by Ray Kuhn
Let’s just get it out of the way at the beginning, Tyler Ulis is small. It’s not just basketball small, it’s life small. However even though he checks in at 5’9’ and weighs 160 pounds, Ulis plays a lot bigger than he measures. That is why the former Kentucky point guard is on the cusp of being a lottery selection in this June’s draft and at the very least will be a first round selection.
We know all about the roster turnover in the college game, and there are few schools where it is more of a revolving door than at Kentucky. While there were players with a larger profile and more fanfare playing for the Wildcats over the past two seasons, Ulis was the backbone of the team. That is what sets him apart from the majority of the players who will be drafted. While he is also an underclassman, he is entering the draft after his sophomore season so you know what are getting with him.
Not only does he produce on the stat sheet, but he also comes with the intangibles you look for from a point guard. After all, how else do you lead a talented team filled with freshman deep into the NCAA tournament, win the SEC Player of the Year award and finish as a first team All-American last season?
Ulis entered Kentucky as a five-star recruit and lived up to those expectations. I wouldn’t hold it against him that he came off the bench in his freshman season as the Harrison twins were still entrenched as the starters. Coming off the bench Ulis still managed to average close to 24 minutes per game scoring 5.6 points with 3.8 assists as Kentucky was unbeaten prior to losing in the Final Four.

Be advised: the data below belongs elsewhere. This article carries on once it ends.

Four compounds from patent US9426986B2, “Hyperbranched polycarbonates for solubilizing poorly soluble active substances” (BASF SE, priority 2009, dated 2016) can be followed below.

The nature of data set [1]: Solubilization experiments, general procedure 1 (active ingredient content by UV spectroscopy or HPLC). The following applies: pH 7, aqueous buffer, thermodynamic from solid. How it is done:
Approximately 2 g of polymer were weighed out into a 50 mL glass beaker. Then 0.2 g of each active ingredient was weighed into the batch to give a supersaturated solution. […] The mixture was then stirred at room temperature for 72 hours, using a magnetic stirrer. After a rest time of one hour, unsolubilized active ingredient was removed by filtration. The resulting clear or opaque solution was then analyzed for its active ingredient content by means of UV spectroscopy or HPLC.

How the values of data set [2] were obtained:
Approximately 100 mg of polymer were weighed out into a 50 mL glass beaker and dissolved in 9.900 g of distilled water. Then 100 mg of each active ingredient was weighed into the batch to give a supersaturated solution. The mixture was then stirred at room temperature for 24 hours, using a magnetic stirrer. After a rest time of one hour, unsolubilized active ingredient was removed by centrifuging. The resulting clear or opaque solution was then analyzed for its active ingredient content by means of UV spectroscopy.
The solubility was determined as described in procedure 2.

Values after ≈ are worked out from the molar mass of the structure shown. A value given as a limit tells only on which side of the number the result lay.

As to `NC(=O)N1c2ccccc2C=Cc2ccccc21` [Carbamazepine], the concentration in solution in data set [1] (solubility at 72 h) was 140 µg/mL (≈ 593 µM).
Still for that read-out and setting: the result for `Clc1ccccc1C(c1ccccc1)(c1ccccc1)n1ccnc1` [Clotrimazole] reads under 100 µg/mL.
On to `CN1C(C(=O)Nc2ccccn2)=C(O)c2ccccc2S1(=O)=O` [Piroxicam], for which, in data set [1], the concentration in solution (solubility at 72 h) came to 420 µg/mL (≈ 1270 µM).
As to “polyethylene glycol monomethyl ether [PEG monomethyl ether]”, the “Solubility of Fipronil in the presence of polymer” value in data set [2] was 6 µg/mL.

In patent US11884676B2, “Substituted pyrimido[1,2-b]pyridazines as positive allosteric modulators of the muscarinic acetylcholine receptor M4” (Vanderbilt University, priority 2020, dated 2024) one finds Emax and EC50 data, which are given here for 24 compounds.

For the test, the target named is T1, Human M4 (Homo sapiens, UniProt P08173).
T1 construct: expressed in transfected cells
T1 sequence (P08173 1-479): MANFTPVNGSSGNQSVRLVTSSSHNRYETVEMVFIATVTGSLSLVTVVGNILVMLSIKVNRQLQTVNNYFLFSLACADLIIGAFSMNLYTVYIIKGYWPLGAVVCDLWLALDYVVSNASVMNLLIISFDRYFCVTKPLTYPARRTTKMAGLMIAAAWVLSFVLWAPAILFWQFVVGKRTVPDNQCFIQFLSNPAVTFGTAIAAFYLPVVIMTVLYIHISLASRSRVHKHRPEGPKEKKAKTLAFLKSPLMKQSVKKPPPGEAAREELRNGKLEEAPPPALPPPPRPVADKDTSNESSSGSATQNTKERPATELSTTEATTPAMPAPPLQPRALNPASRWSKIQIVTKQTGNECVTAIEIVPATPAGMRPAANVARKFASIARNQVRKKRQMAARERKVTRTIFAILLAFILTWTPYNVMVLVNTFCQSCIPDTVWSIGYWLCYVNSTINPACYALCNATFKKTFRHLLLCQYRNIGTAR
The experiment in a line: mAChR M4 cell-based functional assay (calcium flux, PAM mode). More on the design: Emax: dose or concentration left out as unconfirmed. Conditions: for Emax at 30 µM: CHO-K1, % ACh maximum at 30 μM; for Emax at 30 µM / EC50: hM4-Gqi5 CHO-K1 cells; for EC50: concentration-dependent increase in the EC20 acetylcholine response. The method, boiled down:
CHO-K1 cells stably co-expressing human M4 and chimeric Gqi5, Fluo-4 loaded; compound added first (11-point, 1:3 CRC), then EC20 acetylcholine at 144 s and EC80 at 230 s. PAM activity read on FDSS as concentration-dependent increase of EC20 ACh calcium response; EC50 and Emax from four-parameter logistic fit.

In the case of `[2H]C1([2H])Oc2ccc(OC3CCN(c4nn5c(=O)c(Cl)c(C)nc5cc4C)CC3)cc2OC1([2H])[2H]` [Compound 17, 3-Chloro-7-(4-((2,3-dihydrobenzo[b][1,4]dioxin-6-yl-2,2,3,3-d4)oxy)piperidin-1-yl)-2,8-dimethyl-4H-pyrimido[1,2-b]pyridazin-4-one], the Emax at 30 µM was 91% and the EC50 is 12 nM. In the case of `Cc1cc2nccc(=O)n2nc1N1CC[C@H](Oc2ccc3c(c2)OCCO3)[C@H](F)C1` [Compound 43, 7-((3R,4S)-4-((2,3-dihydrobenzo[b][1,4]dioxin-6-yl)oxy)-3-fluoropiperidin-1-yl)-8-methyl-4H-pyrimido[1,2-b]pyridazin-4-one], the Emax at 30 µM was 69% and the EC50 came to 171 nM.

This season things were vastly different. Kentucky was not as talented and the freshman did not live up to expectations, but Ulis still managed to lead the Wildcats to the round of 32 in the NCAA tournament. In Kentucky’s biggest games late in the season he continuously stepped up, scoring a career high 30 points in the SEC title game.
For the season he scored 17.3 points per game while also averaging seven assists, but that was not his biggest contribution. You must take John Calipari’s praise with a grain of salt, but there is also a great deal of truth to it:
“I’ve coached a lot of great leaders and great point guards in all my years of coaching. Tyler Ulis is the best floor general that I’ve ever coached,” Calipari said. “What I loved is he grew into that position. You couldn’t speed him up and you couldn’t slow him down unless he wanted to do one of those things. He coached the team this season as much as I did, and I’m proud to say that.”
While Ulis’ contributions in the box score are very much worth noting, his true value is as a floor general. He did make vast strides as a shooter last season, which also factors into his value at the next level. Ulis doesn’t turn the ball over much, and this statement from Sam Vecenie’s scouting report (click here for the full article) sums up his value:
“He’s a true leader, and he’s one of the guys anybody would love to go to war with on the basketball floor.”
Ulis will likely not be a perennial All-Star or put up prolific stat totals each night in the NBA, but he has the skill set to be a solid contributor for the next 10 years.
Make sure to check out all of our Team Top 10 Prospect Lists: